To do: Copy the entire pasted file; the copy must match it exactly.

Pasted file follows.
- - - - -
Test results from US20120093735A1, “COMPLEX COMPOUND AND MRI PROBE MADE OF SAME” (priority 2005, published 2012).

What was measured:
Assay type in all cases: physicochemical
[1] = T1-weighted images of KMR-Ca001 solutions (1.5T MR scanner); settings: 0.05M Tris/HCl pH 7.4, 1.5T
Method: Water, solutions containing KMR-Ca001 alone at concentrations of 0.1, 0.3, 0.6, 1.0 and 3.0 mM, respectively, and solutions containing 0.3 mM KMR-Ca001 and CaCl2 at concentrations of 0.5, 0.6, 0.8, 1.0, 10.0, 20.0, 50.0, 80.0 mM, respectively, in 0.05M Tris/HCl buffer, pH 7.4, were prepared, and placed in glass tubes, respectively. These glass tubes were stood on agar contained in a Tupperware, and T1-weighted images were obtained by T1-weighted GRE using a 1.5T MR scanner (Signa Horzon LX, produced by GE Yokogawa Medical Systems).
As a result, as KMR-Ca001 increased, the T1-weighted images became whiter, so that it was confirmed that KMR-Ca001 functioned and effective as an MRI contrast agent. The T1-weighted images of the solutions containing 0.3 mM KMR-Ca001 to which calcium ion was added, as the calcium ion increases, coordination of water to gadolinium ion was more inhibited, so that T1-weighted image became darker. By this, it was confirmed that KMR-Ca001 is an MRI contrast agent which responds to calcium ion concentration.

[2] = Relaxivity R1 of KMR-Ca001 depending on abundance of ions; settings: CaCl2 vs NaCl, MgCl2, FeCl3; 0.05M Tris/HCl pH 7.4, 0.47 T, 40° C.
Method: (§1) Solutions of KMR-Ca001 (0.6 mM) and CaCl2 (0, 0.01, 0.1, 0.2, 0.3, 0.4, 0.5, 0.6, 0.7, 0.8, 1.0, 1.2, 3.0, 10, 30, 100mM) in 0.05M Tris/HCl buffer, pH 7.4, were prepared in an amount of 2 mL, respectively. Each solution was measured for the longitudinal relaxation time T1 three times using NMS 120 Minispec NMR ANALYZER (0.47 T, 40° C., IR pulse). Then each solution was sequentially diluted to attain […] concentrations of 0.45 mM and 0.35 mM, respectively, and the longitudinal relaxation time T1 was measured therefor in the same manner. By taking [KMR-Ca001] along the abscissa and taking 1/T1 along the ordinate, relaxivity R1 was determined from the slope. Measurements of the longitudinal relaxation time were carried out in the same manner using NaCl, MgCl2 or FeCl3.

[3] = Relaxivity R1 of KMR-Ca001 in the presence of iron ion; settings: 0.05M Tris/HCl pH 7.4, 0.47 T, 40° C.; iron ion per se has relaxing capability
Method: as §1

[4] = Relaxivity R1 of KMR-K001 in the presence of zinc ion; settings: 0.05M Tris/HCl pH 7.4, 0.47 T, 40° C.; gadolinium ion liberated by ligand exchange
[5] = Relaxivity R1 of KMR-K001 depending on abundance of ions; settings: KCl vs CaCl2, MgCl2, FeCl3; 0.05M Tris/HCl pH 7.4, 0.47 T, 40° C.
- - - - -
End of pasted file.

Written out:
Test results from US20120093735A1, “COMPLEX COMPOUND AND MRI PROBE MADE OF SAME” (priority 2005, published 2012).

What was measured:
Assay type in all cases: physicochemical
[1] = T1-weighted images of KMR-Ca001 solutions (1.5T MR scanner); settings: 0.05M Tris/HCl pH 7.4, 1.5T
Method: Water, solutions containing KMR-Ca001 alone at concentrations of 0.1, 0.3, 0.6, 1.0 and 3.0 mM, respectively, and solutions containing 0.3 mM KMR-Ca001 and CaCl2 at concentrations of 0.5, 0.6, 0.8, 1.0, 10.0, 20.0, 50.0, 80.0 mM, respectively, in 0.05M Tris/HCl buffer, pH 7.4, were prepared, and placed in glass tubes, respectively. These glass tubes were stood on agar contained in a Tupperware, and T1-weighted images were obtained by T1-weighted GRE using a 1.5T MR scanner (Signa Horzon LX, produced by GE Yokogawa Medical Systems).
As a result, as KMR-Ca001 increased, the T1-weighted images became whiter, so that it was confirmed that KMR-Ca001 functioned and effective as an MRI contrast agent. The T1-weighted images of the solutions containing 0.3 mM KMR-Ca001 to which calcium ion was added, as the calcium ion increases, coordination of water to gadolinium ion was more inhibited, so that T1-weighted image became darker. By this, it was confirmed that KMR-Ca001 is an MRI contrast agent which responds to calcium ion concentration.

[2] = Relaxivity R1 of KMR-Ca001 depending on abundance of ions; settings: CaCl2 vs NaCl, MgCl2, FeCl3; 0.05M Tris/HCl pH 7.4, 0.47 T, 40° C.
Method: (§1) Solutions of KMR-Ca001 (0.6 mM) and CaCl2 (0, 0.01, 0.1, 0.2, 0.3, 0.4, 0.5, 0.6, 0.7, 0.8, 1.0, 1.2, 3.0, 10, 30, 100mM) in 0.05M Tris/HCl buffer, pH 7.4, were prepared in an amount of 2 mL, respectively. Each solution was measured for the longitudinal relaxation time T1 three times using NMS 120 Minispec NMR ANALYZER (0.47 T, 40° C., IR pulse). Then each solution was sequentially diluted to attain […] concentrations of 0.45 mM and 0.35 mM, respectively, and the longitudinal relaxation time T1 was measured therefor in the same manner. By taking [KMR-Ca001] along the abscissa and taking 1/T1 along the ordinate, relaxivity R1 was determined from the slope. Measurements of the longitudinal relaxation time were carried out in the same manner using NaCl, MgCl2 or FeCl3.

[3] = Relaxivity R1 of KMR-Ca001 in the presence of iron ion; settings: 0.05M Tris/HCl pH 7.4, 0.47 T, 40° C.; iron ion per se has relaxing capability
Method: as §1

[4] = Relaxivity R1 of KMR-K001 in the presence of zinc ion; settings: 0.05M Tris/HCl pH 7.4, 0.47 T, 40° C.; gadolinium ion liberated by ligand exchange
[5] = Relaxivity R1 of KMR-K001 depending on abundance of ions; settings: KCl vs CaCl2, MgCl2, FeCl3; 0.05M Tris/HCl pH 7.4, 0.47 T, 40° C.